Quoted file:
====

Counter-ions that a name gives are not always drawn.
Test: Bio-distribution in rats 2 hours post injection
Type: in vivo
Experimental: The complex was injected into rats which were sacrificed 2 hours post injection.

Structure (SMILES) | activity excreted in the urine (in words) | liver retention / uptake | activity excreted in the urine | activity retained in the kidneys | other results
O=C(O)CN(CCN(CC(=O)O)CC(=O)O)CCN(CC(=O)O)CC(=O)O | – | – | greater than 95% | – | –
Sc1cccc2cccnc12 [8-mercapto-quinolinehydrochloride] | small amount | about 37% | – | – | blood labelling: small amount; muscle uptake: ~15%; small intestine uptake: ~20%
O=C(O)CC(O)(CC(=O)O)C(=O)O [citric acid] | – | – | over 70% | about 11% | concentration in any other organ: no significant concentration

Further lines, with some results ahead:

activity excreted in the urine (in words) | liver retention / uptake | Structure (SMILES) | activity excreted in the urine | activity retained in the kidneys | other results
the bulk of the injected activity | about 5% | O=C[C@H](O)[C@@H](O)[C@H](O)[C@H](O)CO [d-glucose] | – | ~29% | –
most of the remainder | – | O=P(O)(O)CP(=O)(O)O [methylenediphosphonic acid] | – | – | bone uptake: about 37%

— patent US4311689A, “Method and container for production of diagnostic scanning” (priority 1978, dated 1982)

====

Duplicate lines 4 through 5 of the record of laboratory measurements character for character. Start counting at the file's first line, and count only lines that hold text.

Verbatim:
Experimental: The complex was injected into rats which were sacrificed 2 hours post injection.

Structure (SMILES) | activity excreted in the urine (in words) | liver retention / uptake | activity excreted in the urine | activity retained in the kidneys | other results